In some of the more intense specialties, it's as much about willingness to put up with the $&#€ thrown your way as it is about performance. Those who want to give it their all 100% of the time often burnout faster than those who are willing to coast a little. Don't get me wrong, failing to live up to basic expectations of performance will get any resident held back or even kicked out, but transfers from surgical programs often aren't transferring for performance reasons.

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2 hours ago, ralk said:

In some of the more intense specialties, it's as much about willingness to put up with the $&#€ thrown your way as it is about performance. Those who want to give it their all 100% of the time often burnout faster than those who are willing to coast a little. Don't get me wrong, failing to live up to basic expectations of performance will get any resident held back or even kicked out, but transfers from surgical programs often aren't transferring for performance reasons.

Agreed - though there is a balance. Surgical residency (residency in general) often amounts to a 5+ year job interview (especially in surgical disciplines that have few jobs available). So you want to pace yourself, but you also want to impress (typically with work ethic and competence + a willingness to 'fill a role (usually amounting to fellowship training in a less popular area of subspecialty - aka - fill a need; with a graduate degree on top of that)). I agree though - it wasn't the crap residents transferring out of programs (in fact, many of the best residents did); and your sh#t tolerance level better be at maximum capacity coming into a surgical residency.

1 hour ago, #YOLO said:

i know ortho programs are hemorrhaging residents

I suspect this relates to job shortages. Though it's actually a fairly tactical move matching to a surgical specialty and then transferring out. Many of the residents who transferred moved to some fairly nice specialties - radiology and emergency medicine were quite common transfers during my time. Plus you have 5 years of funding attached to you. Pretty smart move for the forward thinking student (though if you can't transfer - you F$cked).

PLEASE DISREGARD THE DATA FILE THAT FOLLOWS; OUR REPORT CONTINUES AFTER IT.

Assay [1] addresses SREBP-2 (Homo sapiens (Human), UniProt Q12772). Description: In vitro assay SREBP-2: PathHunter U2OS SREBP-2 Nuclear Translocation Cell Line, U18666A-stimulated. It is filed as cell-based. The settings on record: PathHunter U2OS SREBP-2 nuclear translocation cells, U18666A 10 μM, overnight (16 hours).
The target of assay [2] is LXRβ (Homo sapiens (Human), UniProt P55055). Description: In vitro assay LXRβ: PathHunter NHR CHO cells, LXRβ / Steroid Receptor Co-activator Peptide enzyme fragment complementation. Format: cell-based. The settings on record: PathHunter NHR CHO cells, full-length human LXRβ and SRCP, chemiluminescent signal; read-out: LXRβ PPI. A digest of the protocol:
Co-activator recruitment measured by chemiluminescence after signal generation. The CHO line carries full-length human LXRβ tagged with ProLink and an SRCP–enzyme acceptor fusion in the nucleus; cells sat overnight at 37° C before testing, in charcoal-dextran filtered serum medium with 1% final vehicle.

PMD

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48 minutes ago, PilotMD said:

Though it's actually a fairly tactical move matching to a surgical specialty and then transferring out. Many of the residents who transferred moved to some fairly nice specialties - radiology and emergency medicine were quite common transfers during my time. Plus you have 5 years of funding attached to you. Pretty smart move for the forward thinking student (though if you can't transfer - you F$cked).

???

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16 minutes ago, DermJuly2018PGY1 said:

???

What's your confusion with what I said? I personally know some individuals who were gunning for competitive non-surgical specialties (like emerg) - instead of backing up with family and securing only two years of funding, they also applied to surgical disciplines. Here they get five years of funding (easier to transfer into another five year program). Plus surgical residents often have many desirable quantities (whether they actually possess these qualities or are assumed to have them as surgical residents is another issue topic altogether) for other programs (hard working, motivated, etc). 

That being said - that was nine years ago - CARMS is a different beast these days. I'm not even sure how one would backup these days. But I suspect the dropout rate in surgery hasn't changed much in these last 9 years.

Congrats on the match btw (I'm assuming you matched derm)

PMD

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When I was a resident (starting 7 years ago now...Jesus....) the drop out rate was highly variable. It depended on the program. My program hasn't had someone drop out since the mid 2000s I believe (maybe even earlier than that). Another program at my center routinely lost about 50% of it's residents.